We have spoken of Bochim as a symbol, and to us it may be the symbol of this, that the very thing which men put from them in horror and with tears, seeing the evil, the danger of it, does often insinuate itself into their lives. The messenger is heard, and while he speaks how near God is, how awful is the sense of His being! A thrill of keen feeling passes from soul to soul. There are some in the gathering who have more spiritual insight than the rest, and their presence raises the heat of emotion. But the moment of revelation and of fervour passes, the company breaks up, and very soon those who have won no vision of holiness, who have only feared as they entered into the cloud, are in the common world again. The finer strings of the soul were made to thrill, the conscience was touched; but if the will has not been braced, if the man’s reason and resoluteness are not engaged by a new conception of life, the earthly will resume control and God will be less known than before. So there are many cast down today, crying to God in trouble of soul for evil done or evil which they are tempted to do, who tomorrow among the Canaanites will see things in another light. A man cannot be a recluse. He must mingle in business and in society with those who deride the thoughts that have moved him and laugh at his seriousness. The impulse to something better soon exhausts itself in this cold atmosphere. He turns upon his own emotion with contempt. The words that came with Divine urgency, the man whose face was like that of an angel of God, are already subjects of uneasy jesting, will soon be thrust from memory. Over the interlude of superficial anxiety the mind goes back to its old haunts, its old plans and cravings. The religious teacher, while he is often in no way responsible for this sad recoil, should yet be ever on his guard against the risk of weakening the moral fibre, of leaving men as Christ never left them, flaccid and infirm.
Again, there are cases that belong not to the history of a day, but to the history of a life. One may say, when he hears the strangely tempting voices that whisper in the twilight streets, "Am I a dog that from the holy traditions of my people and country I should fall away to these?" At first he flies the distasteful entreaty of the new nature cult, its fleshly art and song, its nefarious science. But the voices are persistent. It is the perfecting of man and woman to which they invite. It is not vice, but freedom, brightness, life and the courage to enjoy it they cunningly propose. There is not much of sweetness; the voices rise, they become stringent and overbearing. If the man would not be a fool, would not lose the good of the age into which he is born, he will be done with unnatural restraints, the bondage of purity. Thus entreaty passes into mastery. Here is truth; there also seems to be fact. Little by little the subtle argument is so advanced that the degradation once feared is no longer to be seen. It is progress now; it is full development, the assertion of power and privilege, that the soul anticipates. How fatal is the lure, how treacherous the vision, the man discovers when he has parted with that which even through deepest penitence he may never regain. People are denying, and it has to be reasserted, that there is a covenant which the soul of man has to keep with God. The thought is "archaic," and they would banish it. But it stands the great reality for man; and to keep that covenant in the grace of the Divine Spirit, in the love of the holiest, in the sacred manliness learned of Christ, is the only way to the broad daylight and the free summits of life. How can nature be a saviour? The suggestion is childish. Nature, as we all know, allows the hypocrite, the swindler, the traitor, as well as the brave, honest man, the pure, sweet woman. Is it said that man has a covenant with nature? On the temporal and prudential side of his activities that is true. He has relations with nature which must be apprehended, must be wisely realised. But the spiritual kingdom to which he belongs requires a wider outlook, loftier aims and hopes. The efforts demanded by nature have to be brought into harmony with those diviner aspirations. Man is bound to be prudent, brave, wise for eternity. He is warned of his own sin and urged to fly from it. This is the covenant with God which is wrought into the very constitution of his moral being.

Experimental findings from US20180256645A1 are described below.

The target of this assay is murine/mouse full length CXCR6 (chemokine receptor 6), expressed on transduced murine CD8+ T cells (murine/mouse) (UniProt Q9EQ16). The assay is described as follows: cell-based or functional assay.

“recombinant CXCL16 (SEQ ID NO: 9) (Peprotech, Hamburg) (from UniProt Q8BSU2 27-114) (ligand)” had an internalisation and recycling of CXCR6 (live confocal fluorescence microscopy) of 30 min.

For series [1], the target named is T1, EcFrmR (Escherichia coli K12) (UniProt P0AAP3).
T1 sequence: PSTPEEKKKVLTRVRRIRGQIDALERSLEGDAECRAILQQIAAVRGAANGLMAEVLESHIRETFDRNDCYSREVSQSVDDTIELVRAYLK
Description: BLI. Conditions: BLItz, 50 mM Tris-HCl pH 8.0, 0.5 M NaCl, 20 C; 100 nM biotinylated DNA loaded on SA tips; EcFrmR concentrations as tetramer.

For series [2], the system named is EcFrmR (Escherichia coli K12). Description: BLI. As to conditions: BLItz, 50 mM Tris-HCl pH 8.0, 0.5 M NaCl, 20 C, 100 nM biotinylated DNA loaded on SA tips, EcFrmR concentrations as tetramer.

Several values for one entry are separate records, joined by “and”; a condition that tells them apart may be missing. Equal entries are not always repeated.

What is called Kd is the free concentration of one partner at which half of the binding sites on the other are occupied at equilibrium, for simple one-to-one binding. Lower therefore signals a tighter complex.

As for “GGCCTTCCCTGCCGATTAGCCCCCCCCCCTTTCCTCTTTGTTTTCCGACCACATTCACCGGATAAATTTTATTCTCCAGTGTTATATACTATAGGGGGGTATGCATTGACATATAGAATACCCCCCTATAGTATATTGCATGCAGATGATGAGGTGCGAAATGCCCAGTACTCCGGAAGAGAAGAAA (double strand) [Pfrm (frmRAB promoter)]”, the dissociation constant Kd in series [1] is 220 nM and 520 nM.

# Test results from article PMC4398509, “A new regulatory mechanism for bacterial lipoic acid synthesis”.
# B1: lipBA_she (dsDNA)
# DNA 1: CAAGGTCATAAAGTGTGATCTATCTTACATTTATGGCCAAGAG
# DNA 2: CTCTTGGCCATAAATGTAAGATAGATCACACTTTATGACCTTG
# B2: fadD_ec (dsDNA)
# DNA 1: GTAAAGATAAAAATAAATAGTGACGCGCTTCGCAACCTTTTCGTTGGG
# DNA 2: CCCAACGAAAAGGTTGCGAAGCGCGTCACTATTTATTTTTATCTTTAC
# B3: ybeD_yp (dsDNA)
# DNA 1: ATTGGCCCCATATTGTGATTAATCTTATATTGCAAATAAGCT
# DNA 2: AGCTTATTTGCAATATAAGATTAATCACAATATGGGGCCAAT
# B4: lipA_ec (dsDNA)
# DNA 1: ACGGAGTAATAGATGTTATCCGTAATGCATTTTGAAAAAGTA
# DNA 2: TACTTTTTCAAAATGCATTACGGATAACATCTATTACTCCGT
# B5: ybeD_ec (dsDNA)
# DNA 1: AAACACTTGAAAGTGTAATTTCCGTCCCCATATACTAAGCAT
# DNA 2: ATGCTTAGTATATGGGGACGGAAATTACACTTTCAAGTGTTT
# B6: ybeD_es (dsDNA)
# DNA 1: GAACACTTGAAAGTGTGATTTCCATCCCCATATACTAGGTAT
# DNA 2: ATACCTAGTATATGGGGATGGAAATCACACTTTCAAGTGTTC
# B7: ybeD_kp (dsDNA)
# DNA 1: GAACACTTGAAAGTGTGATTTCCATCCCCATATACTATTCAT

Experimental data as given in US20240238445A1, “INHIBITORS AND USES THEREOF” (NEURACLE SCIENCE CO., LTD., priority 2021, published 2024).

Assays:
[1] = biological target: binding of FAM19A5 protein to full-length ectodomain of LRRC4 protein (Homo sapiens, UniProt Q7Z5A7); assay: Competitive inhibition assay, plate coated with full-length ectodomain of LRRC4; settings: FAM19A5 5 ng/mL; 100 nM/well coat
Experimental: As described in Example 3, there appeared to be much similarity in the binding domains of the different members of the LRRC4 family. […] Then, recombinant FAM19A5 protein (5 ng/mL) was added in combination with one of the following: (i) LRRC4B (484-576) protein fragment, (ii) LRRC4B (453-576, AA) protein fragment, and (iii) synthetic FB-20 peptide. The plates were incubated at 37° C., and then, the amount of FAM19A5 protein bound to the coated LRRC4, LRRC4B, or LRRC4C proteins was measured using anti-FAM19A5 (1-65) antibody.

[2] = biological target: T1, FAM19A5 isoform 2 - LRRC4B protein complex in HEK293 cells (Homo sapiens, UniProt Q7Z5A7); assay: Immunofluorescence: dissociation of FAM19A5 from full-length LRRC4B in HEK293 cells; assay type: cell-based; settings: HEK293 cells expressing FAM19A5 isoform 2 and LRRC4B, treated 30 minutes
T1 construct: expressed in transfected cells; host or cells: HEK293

It would be a mistake to suppose that the scene at Bochim and the words which moved the assembly to tears had no lasting effect whatever. The history deals with outstanding facts of the national development. We hear chiefly of heroes and their deeds, but we shall not doubt that there were minds which kept the glow of truth and the consecration of penitential tears. The best lives of the people moved quietly on, apart from the commotions and strifes of the time. Rarely are the great political names even of a religious community those of holy and devout men, and, undoubtedly, this was true of Israel in the time of the judges. If we were to reckon only by those who appear conspicuously in these pages, we should have to wonder how the spiritual strain of thought and feeling survived. But it did survive; it gained in clearness and force. There were those in every tribe who kept alive the sacred traditions of Sinai and the desert, and Levites throughout the land did much to maintain among the people the worship of God. The great names of Abraham and Moses, the story of their faith and deeds, were the text of many an impressive lesson. So the light of piety did not go out; Jehovah was ever the Friend of Israel, even in its darkest day, for in the heart of the nation there never ceased to be a faithful remnant maintaining the fear and obedience of the Holy Name.